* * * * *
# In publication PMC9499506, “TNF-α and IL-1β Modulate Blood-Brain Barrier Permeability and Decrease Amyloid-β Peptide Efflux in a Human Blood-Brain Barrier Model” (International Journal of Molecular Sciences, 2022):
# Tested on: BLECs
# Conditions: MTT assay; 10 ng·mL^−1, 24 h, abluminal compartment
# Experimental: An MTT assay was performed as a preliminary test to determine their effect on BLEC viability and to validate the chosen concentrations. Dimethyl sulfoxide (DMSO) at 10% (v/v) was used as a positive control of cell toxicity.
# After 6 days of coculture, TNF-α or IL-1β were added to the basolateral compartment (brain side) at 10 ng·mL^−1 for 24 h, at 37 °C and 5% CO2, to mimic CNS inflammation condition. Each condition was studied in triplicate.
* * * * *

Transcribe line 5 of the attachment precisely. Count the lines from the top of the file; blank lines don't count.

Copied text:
# After 6 days of coculture, TNF-α or IL-1β were added to the basolateral compartment (brain side) at 10 ng·mL^−1 for 24 h, at 37 °C and 5% CO2, to mimic CNS inflammation condition. Each condition was studied in triplicate.